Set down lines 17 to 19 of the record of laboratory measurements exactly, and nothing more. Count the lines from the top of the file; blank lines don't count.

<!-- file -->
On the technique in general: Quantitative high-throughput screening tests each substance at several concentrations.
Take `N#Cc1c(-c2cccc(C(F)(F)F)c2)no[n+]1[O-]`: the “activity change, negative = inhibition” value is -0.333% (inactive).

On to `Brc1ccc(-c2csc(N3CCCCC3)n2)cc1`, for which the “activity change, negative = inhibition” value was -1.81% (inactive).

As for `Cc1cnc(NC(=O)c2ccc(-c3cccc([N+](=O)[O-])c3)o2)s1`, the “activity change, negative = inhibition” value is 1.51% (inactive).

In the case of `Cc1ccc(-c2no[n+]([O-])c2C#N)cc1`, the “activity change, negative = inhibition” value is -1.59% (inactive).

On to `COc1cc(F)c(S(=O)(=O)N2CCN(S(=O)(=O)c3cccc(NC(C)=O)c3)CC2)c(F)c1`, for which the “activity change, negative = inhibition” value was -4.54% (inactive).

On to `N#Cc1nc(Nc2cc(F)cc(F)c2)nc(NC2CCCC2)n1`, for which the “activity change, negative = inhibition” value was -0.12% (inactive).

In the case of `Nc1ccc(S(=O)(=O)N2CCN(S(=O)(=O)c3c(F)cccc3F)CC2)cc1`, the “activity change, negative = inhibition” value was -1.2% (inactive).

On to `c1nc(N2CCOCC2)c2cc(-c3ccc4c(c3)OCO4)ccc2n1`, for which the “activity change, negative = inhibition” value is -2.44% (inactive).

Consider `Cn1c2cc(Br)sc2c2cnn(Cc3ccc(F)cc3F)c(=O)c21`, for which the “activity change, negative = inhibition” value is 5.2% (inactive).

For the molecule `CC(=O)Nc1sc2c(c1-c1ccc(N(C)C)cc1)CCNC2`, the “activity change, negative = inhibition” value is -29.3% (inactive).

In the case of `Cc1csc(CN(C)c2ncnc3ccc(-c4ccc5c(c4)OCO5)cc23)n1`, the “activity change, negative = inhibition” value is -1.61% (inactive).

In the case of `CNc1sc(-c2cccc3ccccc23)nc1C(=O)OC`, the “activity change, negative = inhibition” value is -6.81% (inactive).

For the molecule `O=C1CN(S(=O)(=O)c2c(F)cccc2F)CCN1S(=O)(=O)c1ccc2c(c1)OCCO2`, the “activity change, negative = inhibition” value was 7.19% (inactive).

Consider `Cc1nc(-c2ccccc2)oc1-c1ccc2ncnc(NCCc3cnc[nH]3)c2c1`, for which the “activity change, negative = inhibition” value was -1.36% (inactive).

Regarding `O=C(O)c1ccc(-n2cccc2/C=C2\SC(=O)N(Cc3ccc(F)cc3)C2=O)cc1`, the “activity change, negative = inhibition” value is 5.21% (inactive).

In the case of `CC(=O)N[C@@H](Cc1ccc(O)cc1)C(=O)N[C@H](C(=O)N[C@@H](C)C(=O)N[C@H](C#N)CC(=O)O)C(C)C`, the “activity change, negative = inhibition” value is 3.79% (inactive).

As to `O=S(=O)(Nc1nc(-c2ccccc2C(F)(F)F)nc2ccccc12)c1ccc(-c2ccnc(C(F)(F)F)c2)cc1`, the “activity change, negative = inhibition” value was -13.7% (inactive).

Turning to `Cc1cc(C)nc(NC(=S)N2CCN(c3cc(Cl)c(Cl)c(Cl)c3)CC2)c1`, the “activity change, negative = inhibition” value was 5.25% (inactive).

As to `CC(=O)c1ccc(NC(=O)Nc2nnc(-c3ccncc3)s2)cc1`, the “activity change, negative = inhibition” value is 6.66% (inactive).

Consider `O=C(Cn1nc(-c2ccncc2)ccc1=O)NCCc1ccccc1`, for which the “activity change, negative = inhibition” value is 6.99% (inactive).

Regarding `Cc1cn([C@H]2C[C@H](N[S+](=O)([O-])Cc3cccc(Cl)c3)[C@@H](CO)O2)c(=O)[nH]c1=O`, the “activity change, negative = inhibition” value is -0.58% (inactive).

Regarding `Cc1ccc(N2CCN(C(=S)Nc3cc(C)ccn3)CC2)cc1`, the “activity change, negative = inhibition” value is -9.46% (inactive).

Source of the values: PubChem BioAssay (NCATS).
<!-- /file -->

In the case of `CC(=O)N[C@@H](Cc1ccc(O)cc1)C(=O)N[C@H](C(=O)N[C@@H](C)C(=O)N[C@H](C#N)CC(=O)O)C(C)C`, the “activity change, negative = inhibition” value is 3.79% (inactive).

As to `O=S(=O)(Nc1nc(-c2ccccc2C(F)(F)F)nc2ccccc12)c1ccc(-c2ccnc(C(F)(F)F)c2)cc1`, the “activity change, negative = inhibition” value was -13.7% (inactive).

Turning to `Cc1cc(C)nc(NC(=S)N2CCN(c3cc(Cl)c(Cl)c(Cl)c3)CC2)c1`, the “activity change, negative = inhibition” value was 5.25% (inactive).